Aren't you refering to the standard German Panzerbuchs PB 38/39? That used a .50 cartridge but a 7,62 round.
     
  12. Dave55

    Dave55 Atlanta, USA Patron

  13. Wills

    Wills Very Senior Member

  14. Smudger Jnr

    Smudger Jnr Our Man in Berlin

  15. Gooseman

    Gooseman Senior Member

    In the end this kind of weapon was pretty useless. It is quite amazing that the Germans developed this gun during the war, when even in sept 1939 the good old PAK 3,7 cm already proved pretty useless against medium tanks. The 'behind armour' effect of a 0,12 kg round is very modest, even when high velocity makes up for the poor mass impact. The standard French antitank gun, the 2,5 cm Hotchkiss, suffered from the same problem.

    It is one of those German projects that didn't pay its return on investment, I think. The squeeze bore principle is pretty interesting however.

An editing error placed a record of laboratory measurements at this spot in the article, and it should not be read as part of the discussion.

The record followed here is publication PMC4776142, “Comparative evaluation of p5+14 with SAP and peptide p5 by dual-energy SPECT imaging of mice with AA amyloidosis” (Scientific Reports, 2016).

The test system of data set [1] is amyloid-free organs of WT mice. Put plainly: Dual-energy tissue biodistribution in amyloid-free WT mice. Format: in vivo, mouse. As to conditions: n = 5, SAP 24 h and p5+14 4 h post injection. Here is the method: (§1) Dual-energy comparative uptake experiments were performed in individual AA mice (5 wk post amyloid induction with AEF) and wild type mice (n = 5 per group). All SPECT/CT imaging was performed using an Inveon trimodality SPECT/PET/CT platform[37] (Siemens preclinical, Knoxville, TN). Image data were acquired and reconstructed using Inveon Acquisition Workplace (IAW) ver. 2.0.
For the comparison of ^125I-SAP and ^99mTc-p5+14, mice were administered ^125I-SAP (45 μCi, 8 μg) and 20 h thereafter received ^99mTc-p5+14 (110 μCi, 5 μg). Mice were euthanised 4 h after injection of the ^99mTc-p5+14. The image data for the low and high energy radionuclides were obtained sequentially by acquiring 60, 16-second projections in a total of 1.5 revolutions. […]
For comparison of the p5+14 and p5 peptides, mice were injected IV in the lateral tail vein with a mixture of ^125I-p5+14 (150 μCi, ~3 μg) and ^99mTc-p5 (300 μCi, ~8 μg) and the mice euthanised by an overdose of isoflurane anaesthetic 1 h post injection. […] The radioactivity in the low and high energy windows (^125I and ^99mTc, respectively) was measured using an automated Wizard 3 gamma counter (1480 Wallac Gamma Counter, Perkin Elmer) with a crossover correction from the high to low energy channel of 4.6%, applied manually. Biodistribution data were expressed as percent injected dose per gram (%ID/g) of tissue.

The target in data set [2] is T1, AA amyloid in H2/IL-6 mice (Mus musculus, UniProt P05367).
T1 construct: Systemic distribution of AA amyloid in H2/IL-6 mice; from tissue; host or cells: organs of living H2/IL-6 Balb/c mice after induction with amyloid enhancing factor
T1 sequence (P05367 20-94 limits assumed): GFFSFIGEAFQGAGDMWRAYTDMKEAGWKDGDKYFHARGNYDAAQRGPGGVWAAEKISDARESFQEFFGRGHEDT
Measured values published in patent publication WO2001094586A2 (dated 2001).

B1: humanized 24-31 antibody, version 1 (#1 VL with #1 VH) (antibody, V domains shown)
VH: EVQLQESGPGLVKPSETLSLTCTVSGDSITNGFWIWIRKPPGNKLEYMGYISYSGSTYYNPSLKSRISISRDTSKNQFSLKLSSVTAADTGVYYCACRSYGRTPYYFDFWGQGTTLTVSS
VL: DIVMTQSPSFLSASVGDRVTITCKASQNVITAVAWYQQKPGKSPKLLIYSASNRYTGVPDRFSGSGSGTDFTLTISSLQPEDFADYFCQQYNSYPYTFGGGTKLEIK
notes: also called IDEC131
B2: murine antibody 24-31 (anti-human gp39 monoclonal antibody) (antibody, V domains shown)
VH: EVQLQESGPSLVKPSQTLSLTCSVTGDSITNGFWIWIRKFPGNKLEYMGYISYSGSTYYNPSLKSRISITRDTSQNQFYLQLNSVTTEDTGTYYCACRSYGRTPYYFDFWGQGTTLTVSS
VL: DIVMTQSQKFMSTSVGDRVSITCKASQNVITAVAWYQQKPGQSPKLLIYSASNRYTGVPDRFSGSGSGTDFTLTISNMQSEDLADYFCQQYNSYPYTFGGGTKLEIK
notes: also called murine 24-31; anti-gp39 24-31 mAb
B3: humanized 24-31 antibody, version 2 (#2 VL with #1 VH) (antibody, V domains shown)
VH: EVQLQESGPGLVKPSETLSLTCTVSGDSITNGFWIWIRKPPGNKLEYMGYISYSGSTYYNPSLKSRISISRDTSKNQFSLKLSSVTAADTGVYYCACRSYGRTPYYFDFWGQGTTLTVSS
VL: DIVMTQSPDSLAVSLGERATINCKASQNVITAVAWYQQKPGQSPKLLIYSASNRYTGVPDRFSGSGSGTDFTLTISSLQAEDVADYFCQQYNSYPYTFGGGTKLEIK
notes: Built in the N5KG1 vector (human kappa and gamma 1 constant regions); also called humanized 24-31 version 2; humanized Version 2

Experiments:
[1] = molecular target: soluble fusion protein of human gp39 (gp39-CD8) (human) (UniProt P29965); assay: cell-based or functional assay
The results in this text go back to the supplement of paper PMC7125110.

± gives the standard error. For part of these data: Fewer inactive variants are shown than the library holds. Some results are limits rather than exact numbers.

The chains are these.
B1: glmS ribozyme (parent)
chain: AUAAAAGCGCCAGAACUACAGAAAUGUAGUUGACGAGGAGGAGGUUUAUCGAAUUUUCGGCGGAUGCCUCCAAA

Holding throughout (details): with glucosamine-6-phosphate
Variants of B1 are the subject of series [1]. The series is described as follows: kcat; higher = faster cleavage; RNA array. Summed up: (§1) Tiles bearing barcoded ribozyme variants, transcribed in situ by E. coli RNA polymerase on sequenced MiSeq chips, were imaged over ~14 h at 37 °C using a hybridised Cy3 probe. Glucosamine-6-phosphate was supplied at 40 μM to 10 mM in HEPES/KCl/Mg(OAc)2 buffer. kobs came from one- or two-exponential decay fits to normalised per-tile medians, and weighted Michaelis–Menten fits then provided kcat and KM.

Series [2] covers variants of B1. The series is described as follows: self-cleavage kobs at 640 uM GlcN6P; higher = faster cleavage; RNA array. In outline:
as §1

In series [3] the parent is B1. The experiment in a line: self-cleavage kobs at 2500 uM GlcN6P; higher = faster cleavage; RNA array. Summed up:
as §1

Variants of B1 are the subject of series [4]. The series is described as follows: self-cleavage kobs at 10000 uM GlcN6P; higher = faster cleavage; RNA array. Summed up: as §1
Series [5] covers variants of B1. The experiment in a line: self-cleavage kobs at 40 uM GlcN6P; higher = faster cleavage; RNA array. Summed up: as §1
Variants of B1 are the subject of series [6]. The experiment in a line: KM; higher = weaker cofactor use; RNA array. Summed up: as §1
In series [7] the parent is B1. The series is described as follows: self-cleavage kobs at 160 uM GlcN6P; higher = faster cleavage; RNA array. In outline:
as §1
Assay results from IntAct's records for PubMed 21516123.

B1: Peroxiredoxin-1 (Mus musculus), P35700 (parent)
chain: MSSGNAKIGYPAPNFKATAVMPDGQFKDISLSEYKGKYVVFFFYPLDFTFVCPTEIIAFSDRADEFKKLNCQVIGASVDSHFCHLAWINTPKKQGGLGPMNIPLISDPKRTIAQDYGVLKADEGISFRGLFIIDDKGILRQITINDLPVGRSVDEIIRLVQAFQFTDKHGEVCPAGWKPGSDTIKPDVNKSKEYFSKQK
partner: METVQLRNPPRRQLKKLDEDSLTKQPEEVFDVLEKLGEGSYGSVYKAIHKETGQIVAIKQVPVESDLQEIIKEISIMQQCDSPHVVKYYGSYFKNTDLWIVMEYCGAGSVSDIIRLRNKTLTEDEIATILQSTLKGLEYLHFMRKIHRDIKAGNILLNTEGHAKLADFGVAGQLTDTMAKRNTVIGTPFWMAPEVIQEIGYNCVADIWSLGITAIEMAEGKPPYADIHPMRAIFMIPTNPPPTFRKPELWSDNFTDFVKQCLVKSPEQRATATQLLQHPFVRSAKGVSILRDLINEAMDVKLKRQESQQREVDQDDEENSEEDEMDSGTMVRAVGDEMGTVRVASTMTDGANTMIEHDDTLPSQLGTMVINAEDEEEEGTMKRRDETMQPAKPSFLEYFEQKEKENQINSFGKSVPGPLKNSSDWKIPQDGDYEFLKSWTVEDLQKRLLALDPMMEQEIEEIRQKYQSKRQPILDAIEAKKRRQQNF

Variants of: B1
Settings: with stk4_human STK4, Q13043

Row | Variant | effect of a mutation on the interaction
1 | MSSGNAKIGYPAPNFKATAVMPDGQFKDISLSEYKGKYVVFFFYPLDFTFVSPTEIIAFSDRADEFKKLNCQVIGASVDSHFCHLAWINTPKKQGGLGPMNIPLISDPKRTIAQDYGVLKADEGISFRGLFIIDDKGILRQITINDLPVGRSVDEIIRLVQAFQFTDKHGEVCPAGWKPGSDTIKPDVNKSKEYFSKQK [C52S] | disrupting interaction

16. Tom OBrien

    Tom OBrien Senior Member

    Hi,

    Found this reference in the War Diary of 56th British Infantry Division for Aug 1943, and didn't know if this is the same weapon?

    12 August 1943
    1040 [TOO]
    56 Div O.642 – To G SD 10 Corps. Conversation GII this HQ and G3 SD. Ten Solithurn [sic: ??] guns this Div all in 44 Recce Regt.

    Anyone heard about British use of these weapons before?

    Regards

    Tom
     
  17. Robert-w

    Robert-w Well-Known Member

    Yes I've seen photos of Solothurn mounted on Carriers etc in Sicily/Mainland Italy. The assumption usually being made that they were captured from the Germans and/or Italians in N Africa. If one is likely to mainly come up against enemy light armoured cars/recce vehicles seems appropriate
     
    Tom OBrien likes this.

Share This Page